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Presidential hopeful Hillary Rodham Clinton and former President Bill Clinton reported Friday that they earned more than $30 million combined in speaking fees and book royalties since January 2014, putting them in the top one-tenth of 1 percent of all Americans.

Clinton's presidential campaign reported the income in a personal financial disclosure report filed with the Federal Election Commission on Friday night. The report, required of every candidate for the White House, showed the couple amassed more than $25 million in speaking fees and Hillary Clinton earned more than $5 million from her 2014 memoir, "Hard Choices."

The FEC filings show that the couple earned more than $25 million for more than 100 paid speeches between January 2014 and May 2015. That is an average fee of about $250,000 per speech.

The filing lists more than four dozen speeches from the former president, including appearances during the past week with Univision and Apollo Management Holdings in New York and the American Institute of Architects in Atlanta.

While Clinton has begun her second campaign for president by casting herself as a champion for middle-class voters, she's long drawn criticism from Republicans about the wealth she and Bill Clinton have generated since he left the White House. That includes their ability to command six-figure fees for delivering speeches to corporations and trade groups, which the report lists in detail.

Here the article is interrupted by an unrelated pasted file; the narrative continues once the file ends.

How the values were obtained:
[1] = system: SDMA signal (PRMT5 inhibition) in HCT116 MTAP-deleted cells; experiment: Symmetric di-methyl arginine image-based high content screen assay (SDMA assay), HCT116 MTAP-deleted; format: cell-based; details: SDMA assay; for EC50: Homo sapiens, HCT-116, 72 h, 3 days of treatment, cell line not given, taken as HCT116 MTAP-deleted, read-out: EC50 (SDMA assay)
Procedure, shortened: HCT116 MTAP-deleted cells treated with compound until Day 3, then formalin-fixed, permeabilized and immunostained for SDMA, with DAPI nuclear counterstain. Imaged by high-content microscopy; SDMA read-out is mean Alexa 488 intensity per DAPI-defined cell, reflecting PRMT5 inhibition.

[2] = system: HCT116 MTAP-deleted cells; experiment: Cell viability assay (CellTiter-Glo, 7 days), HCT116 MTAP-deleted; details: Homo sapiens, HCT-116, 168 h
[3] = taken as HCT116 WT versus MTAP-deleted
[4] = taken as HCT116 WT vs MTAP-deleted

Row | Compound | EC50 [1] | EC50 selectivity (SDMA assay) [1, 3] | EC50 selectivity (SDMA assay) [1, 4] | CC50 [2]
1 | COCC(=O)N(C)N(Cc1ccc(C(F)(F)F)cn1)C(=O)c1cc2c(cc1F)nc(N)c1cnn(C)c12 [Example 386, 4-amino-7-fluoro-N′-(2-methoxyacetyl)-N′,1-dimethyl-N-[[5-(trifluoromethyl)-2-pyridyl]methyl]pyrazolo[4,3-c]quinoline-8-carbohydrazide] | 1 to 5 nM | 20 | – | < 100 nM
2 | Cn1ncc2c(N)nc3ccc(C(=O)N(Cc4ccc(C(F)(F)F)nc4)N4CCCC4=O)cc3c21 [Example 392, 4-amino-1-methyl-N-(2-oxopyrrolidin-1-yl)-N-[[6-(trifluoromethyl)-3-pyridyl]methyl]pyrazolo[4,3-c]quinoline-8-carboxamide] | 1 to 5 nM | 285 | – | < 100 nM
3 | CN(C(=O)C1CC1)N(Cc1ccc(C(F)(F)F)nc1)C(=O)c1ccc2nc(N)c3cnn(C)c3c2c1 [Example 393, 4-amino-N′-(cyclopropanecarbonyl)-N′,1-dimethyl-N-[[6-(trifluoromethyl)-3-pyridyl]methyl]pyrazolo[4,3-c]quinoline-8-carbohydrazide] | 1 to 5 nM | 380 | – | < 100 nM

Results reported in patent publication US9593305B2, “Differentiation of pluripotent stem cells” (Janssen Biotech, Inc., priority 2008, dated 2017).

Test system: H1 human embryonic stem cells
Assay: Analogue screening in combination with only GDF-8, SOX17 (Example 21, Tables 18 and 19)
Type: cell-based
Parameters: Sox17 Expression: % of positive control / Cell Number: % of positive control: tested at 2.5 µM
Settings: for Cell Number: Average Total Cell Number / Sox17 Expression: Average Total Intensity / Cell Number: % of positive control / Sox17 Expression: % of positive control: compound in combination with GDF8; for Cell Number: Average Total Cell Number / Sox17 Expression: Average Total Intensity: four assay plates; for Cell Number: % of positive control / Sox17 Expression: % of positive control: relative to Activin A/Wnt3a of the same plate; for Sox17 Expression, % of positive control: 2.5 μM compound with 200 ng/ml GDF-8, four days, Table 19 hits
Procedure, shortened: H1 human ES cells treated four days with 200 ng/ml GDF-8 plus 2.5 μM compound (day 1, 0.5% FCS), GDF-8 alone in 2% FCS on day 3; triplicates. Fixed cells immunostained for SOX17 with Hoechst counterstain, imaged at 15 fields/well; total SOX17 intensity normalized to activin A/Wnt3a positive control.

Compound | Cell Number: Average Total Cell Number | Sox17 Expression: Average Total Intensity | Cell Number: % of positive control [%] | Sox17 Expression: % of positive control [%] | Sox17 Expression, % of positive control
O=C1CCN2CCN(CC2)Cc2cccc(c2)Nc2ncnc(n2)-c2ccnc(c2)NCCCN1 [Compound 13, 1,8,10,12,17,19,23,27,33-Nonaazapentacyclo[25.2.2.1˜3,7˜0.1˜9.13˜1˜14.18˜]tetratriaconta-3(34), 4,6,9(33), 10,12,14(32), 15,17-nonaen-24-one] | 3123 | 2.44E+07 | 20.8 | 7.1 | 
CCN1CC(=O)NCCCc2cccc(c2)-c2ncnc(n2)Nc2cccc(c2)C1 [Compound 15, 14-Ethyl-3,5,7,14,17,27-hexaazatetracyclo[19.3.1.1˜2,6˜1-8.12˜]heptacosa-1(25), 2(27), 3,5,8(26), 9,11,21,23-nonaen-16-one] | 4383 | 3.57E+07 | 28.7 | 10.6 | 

During last year's book tour, Clinton told an interviewer her family was "dead broke" when they left the White House, which Republicans said showed a lack of understanding of the needs of typical families.

Republican National Committee chairman Reince Priebus issued a reaction to the filing Friday night. "The Clintons' claim that staggering amounts of income from paid speaking fees that raise ethical questions and potential conflicts of interest is simply to 'pay our bills' shows how out-of-touch they've truly become," Priebus said.

Clinton last filed a financial disclosure report during her final year as Secretary of State in 2012, when she reported that her and her husband's wealth was estimated between $4 million and $20 million.

IN-DEPTH

—The Associated Press